Linoleic acid (LA) incubated with a homogenate of Lentinula edodes or Tricholoma matsutake mushroom significantly increased the amount of (R)-1-octen-3-ol. The alcohol was identified as (S)-10-HODE with 90–87% and >99% enantiomeric excess (ee), respectively. During the incubation of LA with these homogenates in the presence of glutathione–glutathione peroxidase (GSH–GPx), which can reduce hydroperoxy fatty acids to the corresponding hydroxy acids, the formation of (R)-1-octen-3-ol was significantly inhibited, whereas the amount of 10-hydroxy-(8E,12Z)-8,12-octadecadienoic acid (10-HODE) was significantly increased. The acid was identified as (S)-10-HODE with 92–88% ee and >99% ee, respectively. The decrease in the amount of alcohol was approximately the same as the increase in amount of HODE in both mushrooms. These results indicate a stereochemical correlation between (R)-1-octen-3-ol and (S)-10-hydroperoxy-(8E,12Z)-8,12-octadecadienoic acid [(S)-10-HPODE] in both mushrooms.
Alkylhydroperoxides in oxidized oil are undesirable components because they become alkylperoxyl radicals (ROO•) in the presence of heme, hemoglobin, or myoglobin in red meat. ROO• are biochemically reactive and damage nucleic acids and proteins, thereby harming living cells. We isolated a component, a highly potent ROO• scavenger, from crude canola oil (rapeseed), which we designated canolol, and identified its chemical structure, 4-vinyl-2,6-dimethoxyphenol. The canolol content of crude canola oil greatly increased after the seed was roasted as compared with that from unroasted seed, but it decreased in highly purified oil. This anti-ROO• activity was highest in crude oil, deceased after each refining step, and was lowest in highly purified refined oil. Canolol was thus generated during roasting. As shown previously, canolol is one of the most potent anti-ROO• components in crude canola oil and its potency is much greater than that of well-known antioxidants, including α-tocopherol, vitamin C, β-carotene, rutin, and quercetin.
D-Mannitol, one of the main phytochemicals of the edible Tamogi-take mushroom (Pleurotus cornucopiae), was found to inhibit an angiotensin I converting enzyme (ACE). The antihypertensive effect of D-mannitol and a hot water extract of Tamogi-take mushroom was demonstrated in spontaneously hypertensive rats (SHR) by oral administration.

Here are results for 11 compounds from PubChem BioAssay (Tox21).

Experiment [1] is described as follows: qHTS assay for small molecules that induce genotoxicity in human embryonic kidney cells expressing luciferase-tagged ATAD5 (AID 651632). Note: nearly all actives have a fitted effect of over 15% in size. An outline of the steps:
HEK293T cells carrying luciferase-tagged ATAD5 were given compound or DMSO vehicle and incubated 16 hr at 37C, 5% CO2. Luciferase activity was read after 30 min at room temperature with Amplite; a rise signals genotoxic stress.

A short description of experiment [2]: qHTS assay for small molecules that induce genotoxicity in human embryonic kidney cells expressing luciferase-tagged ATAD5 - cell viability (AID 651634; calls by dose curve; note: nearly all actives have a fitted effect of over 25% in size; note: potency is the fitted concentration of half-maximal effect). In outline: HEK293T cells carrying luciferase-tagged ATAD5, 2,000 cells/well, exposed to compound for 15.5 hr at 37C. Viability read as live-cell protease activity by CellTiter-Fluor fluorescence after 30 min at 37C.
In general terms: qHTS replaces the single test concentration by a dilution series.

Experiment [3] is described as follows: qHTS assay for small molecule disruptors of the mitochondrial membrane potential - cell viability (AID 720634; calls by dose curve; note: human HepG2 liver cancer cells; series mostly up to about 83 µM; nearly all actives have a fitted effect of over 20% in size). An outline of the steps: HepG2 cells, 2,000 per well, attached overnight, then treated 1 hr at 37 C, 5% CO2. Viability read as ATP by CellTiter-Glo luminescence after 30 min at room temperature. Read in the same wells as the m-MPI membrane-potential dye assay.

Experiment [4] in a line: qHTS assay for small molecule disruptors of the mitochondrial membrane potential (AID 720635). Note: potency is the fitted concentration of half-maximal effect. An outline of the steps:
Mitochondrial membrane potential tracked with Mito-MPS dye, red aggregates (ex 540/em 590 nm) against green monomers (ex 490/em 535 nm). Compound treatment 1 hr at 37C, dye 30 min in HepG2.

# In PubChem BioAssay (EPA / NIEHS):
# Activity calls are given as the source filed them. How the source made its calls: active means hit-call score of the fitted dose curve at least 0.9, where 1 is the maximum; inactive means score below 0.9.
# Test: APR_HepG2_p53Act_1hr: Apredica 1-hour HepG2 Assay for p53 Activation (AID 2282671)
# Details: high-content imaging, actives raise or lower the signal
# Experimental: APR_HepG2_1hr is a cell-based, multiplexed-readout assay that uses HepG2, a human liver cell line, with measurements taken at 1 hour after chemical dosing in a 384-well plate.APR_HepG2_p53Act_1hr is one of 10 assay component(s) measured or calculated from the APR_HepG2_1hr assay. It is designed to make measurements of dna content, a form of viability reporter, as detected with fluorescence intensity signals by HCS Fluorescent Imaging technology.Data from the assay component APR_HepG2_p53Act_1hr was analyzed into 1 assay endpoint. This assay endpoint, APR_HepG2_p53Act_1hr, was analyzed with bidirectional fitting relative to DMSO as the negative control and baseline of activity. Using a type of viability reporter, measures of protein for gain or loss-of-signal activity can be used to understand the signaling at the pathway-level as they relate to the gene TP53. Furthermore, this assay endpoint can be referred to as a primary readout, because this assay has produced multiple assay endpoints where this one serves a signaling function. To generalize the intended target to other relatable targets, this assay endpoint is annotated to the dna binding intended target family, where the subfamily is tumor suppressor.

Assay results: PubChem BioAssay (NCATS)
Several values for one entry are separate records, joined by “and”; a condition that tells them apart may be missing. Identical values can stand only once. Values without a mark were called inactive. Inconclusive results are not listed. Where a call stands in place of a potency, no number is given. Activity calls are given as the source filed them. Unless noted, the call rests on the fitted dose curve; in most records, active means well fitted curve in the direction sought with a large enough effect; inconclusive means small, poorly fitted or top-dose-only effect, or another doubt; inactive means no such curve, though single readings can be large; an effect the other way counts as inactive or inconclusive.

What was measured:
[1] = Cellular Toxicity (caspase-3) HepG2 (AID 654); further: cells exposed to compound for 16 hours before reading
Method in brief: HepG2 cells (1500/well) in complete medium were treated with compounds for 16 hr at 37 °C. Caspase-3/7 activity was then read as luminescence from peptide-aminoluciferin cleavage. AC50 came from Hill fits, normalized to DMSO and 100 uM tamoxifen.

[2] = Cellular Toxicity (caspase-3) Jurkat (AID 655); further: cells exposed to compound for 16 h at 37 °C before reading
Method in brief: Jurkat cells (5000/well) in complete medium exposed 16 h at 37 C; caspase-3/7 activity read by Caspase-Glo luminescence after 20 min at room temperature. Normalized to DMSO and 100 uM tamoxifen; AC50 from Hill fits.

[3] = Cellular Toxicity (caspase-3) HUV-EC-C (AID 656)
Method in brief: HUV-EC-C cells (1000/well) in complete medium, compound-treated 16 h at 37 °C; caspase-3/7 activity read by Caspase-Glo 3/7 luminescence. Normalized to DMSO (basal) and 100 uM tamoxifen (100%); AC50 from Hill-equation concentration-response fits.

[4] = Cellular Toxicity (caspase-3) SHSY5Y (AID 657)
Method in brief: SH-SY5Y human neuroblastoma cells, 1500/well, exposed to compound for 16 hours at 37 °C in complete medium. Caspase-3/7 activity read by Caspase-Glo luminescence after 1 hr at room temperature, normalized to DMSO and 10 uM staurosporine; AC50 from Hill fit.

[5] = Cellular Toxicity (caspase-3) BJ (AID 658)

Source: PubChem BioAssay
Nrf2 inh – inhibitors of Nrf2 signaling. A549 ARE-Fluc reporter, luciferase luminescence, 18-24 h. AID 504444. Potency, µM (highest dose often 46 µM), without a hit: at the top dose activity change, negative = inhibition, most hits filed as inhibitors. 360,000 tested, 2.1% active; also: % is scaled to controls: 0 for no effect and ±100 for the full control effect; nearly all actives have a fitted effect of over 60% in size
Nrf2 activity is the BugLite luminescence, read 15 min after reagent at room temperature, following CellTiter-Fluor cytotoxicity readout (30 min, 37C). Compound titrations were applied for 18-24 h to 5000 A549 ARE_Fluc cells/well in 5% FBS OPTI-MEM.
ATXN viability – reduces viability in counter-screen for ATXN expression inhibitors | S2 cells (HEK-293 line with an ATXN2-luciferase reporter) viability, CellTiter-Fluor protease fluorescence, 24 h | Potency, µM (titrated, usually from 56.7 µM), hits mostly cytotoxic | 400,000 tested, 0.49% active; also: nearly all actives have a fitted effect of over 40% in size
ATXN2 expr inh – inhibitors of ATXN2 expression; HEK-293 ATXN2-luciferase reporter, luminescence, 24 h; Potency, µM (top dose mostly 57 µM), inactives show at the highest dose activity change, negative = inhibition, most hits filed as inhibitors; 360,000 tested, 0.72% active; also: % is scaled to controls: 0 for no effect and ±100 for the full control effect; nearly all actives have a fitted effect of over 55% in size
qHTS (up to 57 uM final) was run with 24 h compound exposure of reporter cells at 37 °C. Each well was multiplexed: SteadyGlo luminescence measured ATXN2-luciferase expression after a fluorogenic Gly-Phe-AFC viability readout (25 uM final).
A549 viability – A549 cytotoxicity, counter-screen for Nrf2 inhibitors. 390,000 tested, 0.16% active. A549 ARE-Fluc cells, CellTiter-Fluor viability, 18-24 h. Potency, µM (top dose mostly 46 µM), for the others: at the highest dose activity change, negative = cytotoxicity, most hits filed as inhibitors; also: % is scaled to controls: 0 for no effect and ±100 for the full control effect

Gly-Leu-Phe (GLF), an immunostimulating peptide derived from α-lactalbumin, prevented alopecia induced by an anticancer agent etoposide in a neonatal rat model after intraperitoneal injection at a dose of 100 mg/kg for 4 d or oral administration at a dose of 300 mg/kg for 6 d. By microscopic analysis of skin sections, GLF proved to inhibit etoposide-induced loss of hair, thickening of the epidermis, and thinning of the adipocyte layer. The anti-alopecia effect of GLF was inhibited by pyrilamine, a histamine H1 receptor antagonist, suggesting that the anti-alopecia effect is mediated by histamine release.
Previously we reported that a mutant of Corynebacterium glutamicum ATCC14067 with reduced H+-ATPase activity, F172-8, showed an approximately two times higher specific rate of glucose consumption than the parent, but no glutamic acid productivity under the standard biotin-limited culture conditions, where biotin concentration was set at 5.5 μg/l in the production medium (Sekine et al., Appl. Microbiol. Biotechnol., 57, 534–540 (2001)). In this study, various culture conditions were tested to check the glutamic acid productivity of strain F172-8. The mutant was found to produce glutamic acid under exhaustive biotin limitation, where the biotin concentration of the medium was set at 2.5 μg/l with much smaller inoculum size. When strain F172-8 was cultured under the same biotin-limited conditions using a jar fermentor, 53.7 g/l of glutamic acid was produced from 100 g/l glucose, while the parent produced 34.9 g/l of glutamic acid in a medium with 5.5 μg/l biotin. The glutamic acid yield of strain F172-8 also increased under Tween 40-triggered production conditions (1.2-fold higher than the parent strain). The amounts of biotin-binding enzymes were investigated by Western blot analysis. As compared to the parent, the amount of pyruvate carboxylase was lower in the mutant; however, the amount of acetyl-CoA carboxylase did not significantly change under the glutamic acid production conditions. To the best of our knowledge, this is the first report showing that the H+-ATPase-defective mutant of C. glutamicum is useful in glutamic acid production.
Four Magnetospirillum strains degrading toluene, phenol, benzoate, and other aromatic compounds under anaerobic conditions were isolated from denitrifying enrichment cultures. One of the isolates, toluene-degrading strain TS-6, contained genes that are homologous to those encoding benzylsuccinate synthase (Bss) and benzoyl-CoA reductase (Bcr), two key enzymes of anaerobic toluene and benzoate degradation respectively in known denitrifying bacteria. Transcription of the genes was confirmed. It was controlled by growth substrates and oxygen conditions, but bcr genes were unexpectedly expressed in aerobic cells grown on benzoate. It was confirmed that the genus Magnetospirillum represents the third genus of denitrifying bacteria capable of degrading aromatic compounds under anaerobic conditions, besides the genera Thauera and Azoarcus.